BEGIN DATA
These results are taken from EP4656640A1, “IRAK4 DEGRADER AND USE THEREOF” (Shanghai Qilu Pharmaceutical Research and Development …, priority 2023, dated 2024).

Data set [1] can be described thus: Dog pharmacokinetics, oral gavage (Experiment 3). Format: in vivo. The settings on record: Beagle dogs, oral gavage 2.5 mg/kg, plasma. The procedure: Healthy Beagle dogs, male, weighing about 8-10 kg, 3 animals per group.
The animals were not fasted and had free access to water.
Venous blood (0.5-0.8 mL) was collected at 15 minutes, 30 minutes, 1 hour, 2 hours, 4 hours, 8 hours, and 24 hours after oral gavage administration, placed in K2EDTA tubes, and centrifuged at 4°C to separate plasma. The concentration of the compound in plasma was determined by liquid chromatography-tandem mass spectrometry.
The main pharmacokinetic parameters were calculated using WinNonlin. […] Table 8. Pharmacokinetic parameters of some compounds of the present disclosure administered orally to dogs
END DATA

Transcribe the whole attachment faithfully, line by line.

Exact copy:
These results are taken from EP4656640A1, “IRAK4 DEGRADER AND USE THEREOF” (Shanghai Qilu Pharmaceutical Research and Development …, priority 2023, dated 2024).

Data set [1] can be described thus: Dog pharmacokinetics, oral gavage (Experiment 3). Format: in vivo. The settings on record: Beagle dogs, oral gavage 2.5 mg/kg, plasma. The procedure: Healthy Beagle dogs, male, weighing about 8-10 kg, 3 animals per group.
The animals were not fasted and had free access to water.
Venous blood (0.5-0.8 mL) was collected at 15 minutes, 30 minutes, 1 hour, 2 hours, 4 hours, 8 hours, and 24 hours after oral gavage administration, placed in K2EDTA tubes, and centrifuged at 4°C to separate plasma. The concentration of the compound in plasma was determined by liquid chromatography-tandem mass spectrometry.
The main pharmacokinetic parameters were calculated using WinNonlin. […] Table 8. Pharmacokinetic parameters of some compounds of the present disclosure administered orally to dogs